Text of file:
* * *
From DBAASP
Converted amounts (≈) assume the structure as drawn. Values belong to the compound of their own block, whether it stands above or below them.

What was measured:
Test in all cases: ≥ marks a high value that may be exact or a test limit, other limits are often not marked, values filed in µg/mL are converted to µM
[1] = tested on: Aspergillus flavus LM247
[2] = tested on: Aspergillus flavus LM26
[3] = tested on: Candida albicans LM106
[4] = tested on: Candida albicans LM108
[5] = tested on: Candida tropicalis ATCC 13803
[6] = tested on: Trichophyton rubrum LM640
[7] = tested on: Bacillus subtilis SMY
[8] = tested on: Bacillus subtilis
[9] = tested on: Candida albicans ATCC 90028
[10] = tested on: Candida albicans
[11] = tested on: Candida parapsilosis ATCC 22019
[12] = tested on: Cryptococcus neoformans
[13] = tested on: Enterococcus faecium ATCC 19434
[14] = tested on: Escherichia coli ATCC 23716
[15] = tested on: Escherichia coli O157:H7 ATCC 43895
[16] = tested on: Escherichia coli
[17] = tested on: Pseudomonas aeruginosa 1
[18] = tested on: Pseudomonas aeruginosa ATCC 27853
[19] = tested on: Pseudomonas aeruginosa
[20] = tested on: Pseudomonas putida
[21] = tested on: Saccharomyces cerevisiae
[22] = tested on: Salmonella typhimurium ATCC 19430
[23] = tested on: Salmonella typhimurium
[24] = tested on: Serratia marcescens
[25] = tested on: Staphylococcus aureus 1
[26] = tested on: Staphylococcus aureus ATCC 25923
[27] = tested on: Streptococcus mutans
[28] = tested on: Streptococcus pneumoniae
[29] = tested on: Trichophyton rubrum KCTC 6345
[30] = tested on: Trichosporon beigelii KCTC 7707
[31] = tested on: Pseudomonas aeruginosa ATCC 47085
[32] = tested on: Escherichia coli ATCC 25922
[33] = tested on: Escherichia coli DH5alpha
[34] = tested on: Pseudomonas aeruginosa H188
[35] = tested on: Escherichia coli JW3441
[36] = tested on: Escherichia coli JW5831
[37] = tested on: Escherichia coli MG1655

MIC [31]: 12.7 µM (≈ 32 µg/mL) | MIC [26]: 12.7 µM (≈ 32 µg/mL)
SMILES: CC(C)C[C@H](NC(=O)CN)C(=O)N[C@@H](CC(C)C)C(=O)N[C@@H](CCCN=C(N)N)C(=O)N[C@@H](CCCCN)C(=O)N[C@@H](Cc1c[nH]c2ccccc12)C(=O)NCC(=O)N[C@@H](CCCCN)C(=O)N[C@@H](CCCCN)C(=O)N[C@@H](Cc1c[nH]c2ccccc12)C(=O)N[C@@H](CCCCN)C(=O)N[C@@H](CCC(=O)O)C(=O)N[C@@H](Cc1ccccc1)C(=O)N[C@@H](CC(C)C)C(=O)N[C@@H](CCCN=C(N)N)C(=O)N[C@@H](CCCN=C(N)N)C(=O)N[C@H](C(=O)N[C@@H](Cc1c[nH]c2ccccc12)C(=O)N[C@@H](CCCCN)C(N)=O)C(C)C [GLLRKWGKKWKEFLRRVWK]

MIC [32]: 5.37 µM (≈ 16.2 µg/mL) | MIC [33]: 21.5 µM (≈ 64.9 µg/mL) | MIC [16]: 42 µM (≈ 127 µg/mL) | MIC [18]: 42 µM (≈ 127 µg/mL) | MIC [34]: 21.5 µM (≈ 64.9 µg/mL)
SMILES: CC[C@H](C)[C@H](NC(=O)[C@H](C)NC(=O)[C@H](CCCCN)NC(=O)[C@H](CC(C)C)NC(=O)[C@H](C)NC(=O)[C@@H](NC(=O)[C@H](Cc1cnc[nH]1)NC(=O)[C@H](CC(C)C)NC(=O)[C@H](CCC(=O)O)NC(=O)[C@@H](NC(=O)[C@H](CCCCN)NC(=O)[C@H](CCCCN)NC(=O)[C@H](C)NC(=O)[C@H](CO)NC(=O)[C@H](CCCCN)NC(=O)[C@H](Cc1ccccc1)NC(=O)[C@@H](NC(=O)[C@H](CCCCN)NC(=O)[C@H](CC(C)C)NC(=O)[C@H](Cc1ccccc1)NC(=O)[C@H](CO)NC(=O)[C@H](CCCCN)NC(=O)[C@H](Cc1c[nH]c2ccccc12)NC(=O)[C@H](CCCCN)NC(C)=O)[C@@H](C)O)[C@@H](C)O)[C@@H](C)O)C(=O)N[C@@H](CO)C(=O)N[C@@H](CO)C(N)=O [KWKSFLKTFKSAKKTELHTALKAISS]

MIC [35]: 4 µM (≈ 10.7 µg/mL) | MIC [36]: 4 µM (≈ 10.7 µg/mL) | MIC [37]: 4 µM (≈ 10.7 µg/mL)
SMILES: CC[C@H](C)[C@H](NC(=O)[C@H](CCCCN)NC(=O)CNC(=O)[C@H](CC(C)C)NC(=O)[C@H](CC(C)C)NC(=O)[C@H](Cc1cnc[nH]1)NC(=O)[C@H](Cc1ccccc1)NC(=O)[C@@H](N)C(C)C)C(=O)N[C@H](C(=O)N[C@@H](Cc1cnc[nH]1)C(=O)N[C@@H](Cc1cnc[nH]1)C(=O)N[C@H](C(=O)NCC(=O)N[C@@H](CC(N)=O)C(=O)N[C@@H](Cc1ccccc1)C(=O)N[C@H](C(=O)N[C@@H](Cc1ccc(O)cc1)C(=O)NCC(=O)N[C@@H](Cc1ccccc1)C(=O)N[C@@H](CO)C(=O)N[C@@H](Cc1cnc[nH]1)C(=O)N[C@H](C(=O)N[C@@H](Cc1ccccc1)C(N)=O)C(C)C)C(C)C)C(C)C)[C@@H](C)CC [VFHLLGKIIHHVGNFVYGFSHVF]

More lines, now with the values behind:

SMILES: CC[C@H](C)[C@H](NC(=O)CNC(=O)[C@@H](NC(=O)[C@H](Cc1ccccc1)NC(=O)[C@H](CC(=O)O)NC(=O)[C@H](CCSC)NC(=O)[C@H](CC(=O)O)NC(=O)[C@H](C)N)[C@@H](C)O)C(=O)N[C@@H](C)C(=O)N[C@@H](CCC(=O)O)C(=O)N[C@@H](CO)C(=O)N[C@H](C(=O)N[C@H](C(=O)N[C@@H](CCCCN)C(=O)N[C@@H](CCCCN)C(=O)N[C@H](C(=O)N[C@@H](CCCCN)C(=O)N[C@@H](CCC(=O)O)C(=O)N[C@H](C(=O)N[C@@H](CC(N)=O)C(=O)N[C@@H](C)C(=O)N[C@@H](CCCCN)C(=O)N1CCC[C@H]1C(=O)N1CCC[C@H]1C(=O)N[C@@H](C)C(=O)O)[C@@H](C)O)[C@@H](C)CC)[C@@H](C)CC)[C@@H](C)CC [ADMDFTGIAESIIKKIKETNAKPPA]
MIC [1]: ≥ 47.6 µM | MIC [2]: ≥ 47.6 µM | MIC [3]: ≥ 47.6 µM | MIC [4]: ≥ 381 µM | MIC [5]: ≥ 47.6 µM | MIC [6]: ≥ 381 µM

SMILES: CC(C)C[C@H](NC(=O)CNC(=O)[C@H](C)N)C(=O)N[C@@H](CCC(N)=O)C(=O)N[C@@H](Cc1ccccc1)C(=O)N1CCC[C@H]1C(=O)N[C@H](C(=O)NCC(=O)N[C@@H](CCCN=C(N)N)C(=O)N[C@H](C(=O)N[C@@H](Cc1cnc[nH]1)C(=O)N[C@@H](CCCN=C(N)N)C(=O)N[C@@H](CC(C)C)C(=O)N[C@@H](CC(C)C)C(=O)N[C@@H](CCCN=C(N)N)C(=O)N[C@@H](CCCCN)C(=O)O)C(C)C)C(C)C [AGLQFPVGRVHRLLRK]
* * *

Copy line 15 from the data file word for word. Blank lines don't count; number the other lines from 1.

[11] = tested on: Candida parapsilosis ATCC 22019